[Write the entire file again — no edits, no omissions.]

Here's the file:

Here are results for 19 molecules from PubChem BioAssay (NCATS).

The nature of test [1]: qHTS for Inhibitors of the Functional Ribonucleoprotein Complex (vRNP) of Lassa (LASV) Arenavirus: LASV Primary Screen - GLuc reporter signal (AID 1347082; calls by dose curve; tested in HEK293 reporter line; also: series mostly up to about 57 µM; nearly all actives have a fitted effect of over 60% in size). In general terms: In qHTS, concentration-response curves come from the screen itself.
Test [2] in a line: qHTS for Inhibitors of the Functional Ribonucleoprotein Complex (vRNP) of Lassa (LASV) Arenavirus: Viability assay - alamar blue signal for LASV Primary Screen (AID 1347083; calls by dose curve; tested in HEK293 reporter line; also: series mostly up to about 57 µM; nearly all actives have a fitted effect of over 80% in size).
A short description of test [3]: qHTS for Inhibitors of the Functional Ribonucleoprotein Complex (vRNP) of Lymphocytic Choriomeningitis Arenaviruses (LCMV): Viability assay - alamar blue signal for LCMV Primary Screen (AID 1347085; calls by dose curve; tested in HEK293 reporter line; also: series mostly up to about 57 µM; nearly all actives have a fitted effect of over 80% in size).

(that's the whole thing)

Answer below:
Here are results for 19 molecules from PubChem BioAssay (NCATS).

The nature of test [1]: qHTS for Inhibitors of the Functional Ribonucleoprotein Complex (vRNP) of Lassa (LASV) Arenavirus: LASV Primary Screen - GLuc reporter signal (AID 1347082; calls by dose curve; tested in HEK293 reporter line; also: series mostly up to about 57 µM; nearly all actives have a fitted effect of over 60% in size). In general terms: In qHTS, concentration-response curves come from the screen itself.
Test [2] in a line: qHTS for Inhibitors of the Functional Ribonucleoprotein Complex (vRNP) of Lassa (LASV) Arenavirus: Viability assay - alamar blue signal for LASV Primary Screen (AID 1347083; calls by dose curve; tested in HEK293 reporter line; also: series mostly up to about 57 µM; nearly all actives have a fitted effect of over 80% in size).
A short description of test [3]: qHTS for Inhibitors of the Functional Ribonucleoprotein Complex (vRNP) of Lymphocytic Choriomeningitis Arenaviruses (LCMV): Viability assay - alamar blue signal for LCMV Primary Screen (AID 1347085; calls by dose curve; tested in HEK293 reporter line; also: series mostly up to about 57 µM; nearly all actives have a fitted effect of over 80% in size).